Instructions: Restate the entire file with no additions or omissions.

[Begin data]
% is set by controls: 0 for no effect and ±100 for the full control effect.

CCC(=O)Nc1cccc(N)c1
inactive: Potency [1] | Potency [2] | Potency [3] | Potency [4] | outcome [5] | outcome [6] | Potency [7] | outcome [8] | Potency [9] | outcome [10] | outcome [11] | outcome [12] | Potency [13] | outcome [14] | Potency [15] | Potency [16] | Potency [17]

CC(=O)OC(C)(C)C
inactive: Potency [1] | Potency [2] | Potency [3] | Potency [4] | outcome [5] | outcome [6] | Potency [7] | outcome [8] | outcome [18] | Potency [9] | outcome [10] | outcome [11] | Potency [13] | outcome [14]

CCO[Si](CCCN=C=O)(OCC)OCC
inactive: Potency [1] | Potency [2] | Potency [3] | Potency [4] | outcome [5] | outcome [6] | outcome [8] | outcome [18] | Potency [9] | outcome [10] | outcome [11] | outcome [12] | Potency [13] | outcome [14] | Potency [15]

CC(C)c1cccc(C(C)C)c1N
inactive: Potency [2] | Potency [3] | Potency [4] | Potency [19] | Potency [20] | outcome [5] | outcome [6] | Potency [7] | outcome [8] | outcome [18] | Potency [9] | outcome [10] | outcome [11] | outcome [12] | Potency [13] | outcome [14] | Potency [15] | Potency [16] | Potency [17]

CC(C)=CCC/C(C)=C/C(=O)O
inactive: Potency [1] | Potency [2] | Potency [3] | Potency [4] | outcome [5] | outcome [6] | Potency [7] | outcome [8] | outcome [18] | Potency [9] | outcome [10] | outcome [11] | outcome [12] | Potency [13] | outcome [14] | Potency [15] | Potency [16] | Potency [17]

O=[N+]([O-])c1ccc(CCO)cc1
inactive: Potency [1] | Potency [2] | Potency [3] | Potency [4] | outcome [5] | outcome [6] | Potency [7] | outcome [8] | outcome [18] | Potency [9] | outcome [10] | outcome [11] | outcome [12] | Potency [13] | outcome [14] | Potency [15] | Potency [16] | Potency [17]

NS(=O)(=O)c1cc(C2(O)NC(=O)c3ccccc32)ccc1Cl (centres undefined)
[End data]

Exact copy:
% is set by controls: 0 for no effect and ±100 for the full control effect.

CCC(=O)Nc1cccc(N)c1
inactive: Potency [1] | Potency [2] | Potency [3] | Potency [4] | outcome [5] | outcome [6] | Potency [7] | outcome [8] | Potency [9] | outcome [10] | outcome [11] | outcome [12] | Potency [13] | outcome [14] | Potency [15] | Potency [16] | Potency [17]

CC(=O)OC(C)(C)C
inactive: Potency [1] | Potency [2] | Potency [3] | Potency [4] | outcome [5] | outcome [6] | Potency [7] | outcome [8] | outcome [18] | Potency [9] | outcome [10] | outcome [11] | Potency [13] | outcome [14]

CCO[Si](CCCN=C=O)(OCC)OCC
inactive: Potency [1] | Potency [2] | Potency [3] | Potency [4] | outcome [5] | outcome [6] | outcome [8] | outcome [18] | Potency [9] | outcome [10] | outcome [11] | outcome [12] | Potency [13] | outcome [14] | Potency [15]

CC(C)c1cccc(C(C)C)c1N
inactive: Potency [2] | Potency [3] | Potency [4] | Potency [19] | Potency [20] | outcome [5] | outcome [6] | Potency [7] | outcome [8] | outcome [18] | Potency [9] | outcome [10] | outcome [11] | outcome [12] | Potency [13] | outcome [14] | Potency [15] | Potency [16] | Potency [17]

CC(C)=CCC/C(C)=C/C(=O)O
inactive: Potency [1] | Potency [2] | Potency [3] | Potency [4] | outcome [5] | outcome [6] | Potency [7] | outcome [8] | outcome [18] | Potency [9] | outcome [10] | outcome [11] | outcome [12] | Potency [13] | outcome [14] | Potency [15] | Potency [16] | Potency [17]

O=[N+]([O-])c1ccc(CCO)cc1
inactive: Potency [1] | Potency [2] | Potency [3] | Potency [4] | outcome [5] | outcome [6] | Potency [7] | outcome [8] | outcome [18] | Potency [9] | outcome [10] | outcome [11] | outcome [12] | Potency [13] | outcome [14] | Potency [15] | Potency [16] | Potency [17]

NS(=O)(=O)c1cc(C2(O)NC(=O)c3ccccc32)ccc1Cl (centres undefined)